The Telstra Corporation Ltd (ASX: TLS) share price traded higher today as the broader market, or S&P/ASX 200 (INDEXASX: XJO), bounced back.
What Does Telstra Do?
Telstra is Australia’s largest and oldest telecommunications business, having built the first telegraph line in 1854. Today, it provides more than 17 million retail mobile services, nearly 5 million retail fixed voice services (e.g. home phones) and 3.6 million broadband services. It also has operations stretching across eHealth, network applications and subsea cabling.
Telstra’s rivals in the mobiles market includes Singapore Telecommunications (SingTel), which owns Optus, and TPG Telecom Ltd (ASX: TPM), which currently plans to merge with Hutchison Telecommunications (aka Vodafone Australia). Then are smaller providers who offer their services on top of the networks operated by Telstra, Optus or Vodafone.
In the broadband market, Telstra is coming to grips with the NBN Co taking of control of Australia’s physical fibre networks and the competition that it brings. Telstra competes against the likes of TPG, Vocus Group Ltd (ASX: VOC) and My Net Fone or MNF Group Ltd (ASX: MNF), among others.
Is Telstra The ASX 200’s Comeback kid?
Starting in 1997 (until 2006), the Australian Government sold Telstra shares to Australian investors via the ASX. The second batch of Government share sales, called “T2”, was conducted in 1999 at $7.40 per share. Since then, Telstra shares have paid generous dividends, but the share price has only ebbed and flowed to a recent low of around $2.60.
Most recently, TPG Telecom’s decision to abandon its plans to roll out its own 5G mobile network appears to have cemented Telstra’s position as the number-one mobile network provider. This has led to a revival in the Telstra share price in 2019, so far.
The reason Telstra shareholders reacted so favourably to TPG’s decision is the growing belief that the NBN will become a second-rate technology to mobile technologies. As the lead mobile provider, Telstra would stand to benefit.
Unfortunately, if the recent share price rally is based on this idea or belief, I think it may be short-lived. Not only are there technological hurdles that may hinder the ability of mobile networks to be replaced by fixed wireless networks there are political risks in the form of a Labor government and its plans for the NBN.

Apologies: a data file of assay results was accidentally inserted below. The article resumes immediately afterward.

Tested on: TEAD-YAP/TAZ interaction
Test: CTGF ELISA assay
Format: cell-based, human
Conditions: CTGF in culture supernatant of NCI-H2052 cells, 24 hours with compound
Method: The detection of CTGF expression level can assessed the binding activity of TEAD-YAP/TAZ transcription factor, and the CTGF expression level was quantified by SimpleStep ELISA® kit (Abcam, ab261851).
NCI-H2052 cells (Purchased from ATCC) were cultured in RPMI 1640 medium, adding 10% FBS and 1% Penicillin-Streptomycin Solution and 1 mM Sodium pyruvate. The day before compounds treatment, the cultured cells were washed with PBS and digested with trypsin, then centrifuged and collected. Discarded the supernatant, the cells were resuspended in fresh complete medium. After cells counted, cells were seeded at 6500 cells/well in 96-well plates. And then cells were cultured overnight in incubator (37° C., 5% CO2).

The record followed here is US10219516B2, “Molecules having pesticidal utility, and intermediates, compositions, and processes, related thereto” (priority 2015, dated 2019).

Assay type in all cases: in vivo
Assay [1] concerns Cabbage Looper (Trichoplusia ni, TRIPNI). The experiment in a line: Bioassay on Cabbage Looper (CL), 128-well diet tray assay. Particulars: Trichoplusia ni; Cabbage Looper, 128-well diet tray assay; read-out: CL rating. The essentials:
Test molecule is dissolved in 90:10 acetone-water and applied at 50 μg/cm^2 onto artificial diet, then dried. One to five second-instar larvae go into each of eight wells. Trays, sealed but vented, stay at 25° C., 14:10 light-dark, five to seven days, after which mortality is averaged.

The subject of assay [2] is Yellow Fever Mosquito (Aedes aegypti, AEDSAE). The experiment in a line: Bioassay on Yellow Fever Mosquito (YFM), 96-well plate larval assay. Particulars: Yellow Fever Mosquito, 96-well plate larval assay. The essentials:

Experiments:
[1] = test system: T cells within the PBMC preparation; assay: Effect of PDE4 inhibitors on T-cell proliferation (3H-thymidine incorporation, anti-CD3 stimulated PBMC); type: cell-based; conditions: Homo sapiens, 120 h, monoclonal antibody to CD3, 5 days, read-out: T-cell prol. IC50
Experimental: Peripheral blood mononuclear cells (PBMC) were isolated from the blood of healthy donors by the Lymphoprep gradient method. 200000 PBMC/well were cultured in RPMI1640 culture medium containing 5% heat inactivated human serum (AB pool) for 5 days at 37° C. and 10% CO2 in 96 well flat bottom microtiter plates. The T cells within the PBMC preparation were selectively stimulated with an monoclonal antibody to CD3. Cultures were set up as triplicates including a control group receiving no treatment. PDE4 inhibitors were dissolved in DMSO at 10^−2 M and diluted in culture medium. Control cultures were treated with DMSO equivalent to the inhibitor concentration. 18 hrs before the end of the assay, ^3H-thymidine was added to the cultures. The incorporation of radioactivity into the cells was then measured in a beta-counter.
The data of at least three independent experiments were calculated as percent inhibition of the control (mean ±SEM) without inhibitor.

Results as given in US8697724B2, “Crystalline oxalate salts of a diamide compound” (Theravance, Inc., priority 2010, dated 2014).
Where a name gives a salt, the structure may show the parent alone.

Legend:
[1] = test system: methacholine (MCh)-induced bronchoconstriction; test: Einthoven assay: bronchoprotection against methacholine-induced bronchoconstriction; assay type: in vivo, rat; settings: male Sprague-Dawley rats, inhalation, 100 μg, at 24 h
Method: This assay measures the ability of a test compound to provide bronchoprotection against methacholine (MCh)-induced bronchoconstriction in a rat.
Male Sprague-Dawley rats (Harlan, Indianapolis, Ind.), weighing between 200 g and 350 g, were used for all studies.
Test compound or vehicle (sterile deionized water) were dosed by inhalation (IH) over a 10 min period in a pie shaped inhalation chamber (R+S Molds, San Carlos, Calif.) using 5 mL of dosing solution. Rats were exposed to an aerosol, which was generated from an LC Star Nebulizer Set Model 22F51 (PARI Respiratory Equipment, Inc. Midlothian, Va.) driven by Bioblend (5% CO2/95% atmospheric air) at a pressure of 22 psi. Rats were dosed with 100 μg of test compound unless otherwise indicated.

Finally, TPG has only agreed to stop building its own 5G network. Meaning, if it joins forces with Vodafone it’ll acquire the resources to challenge Telstra in mobile regardless. Vodafone Australia currently has millions of mobile subscribers and having a reliable partner like TPG would give it greater firepower against Telstra.
For me, it’s too early to buy Telstra shares. While the dividend is appealing, it has loads of debt, big capital expenditure requirements in the form of network build-outs and is facing increasing competition and political uncertainty.
Ultimately, with over 2,000 other shares on the ASX, I’m happy to be patient and wait or simply buy better dividend growth shares.
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Disclaimer: Any information contained in this article is limited to general financial/investment advice only. The information has not taken into account your specific needs, goals or objectives, so please consider consulting a licenced and trusted adviser before acting on the information. Please read The Rask Group’s Financial Services Guide (FSG) for more information. This article is authorised by Owen Raszkiewicz of The Rask Group, which is a corporate authorised representative No. 1264179 of Strawman Pty Ltd (ACN: 610 908 211) (AFSL: 501 223).
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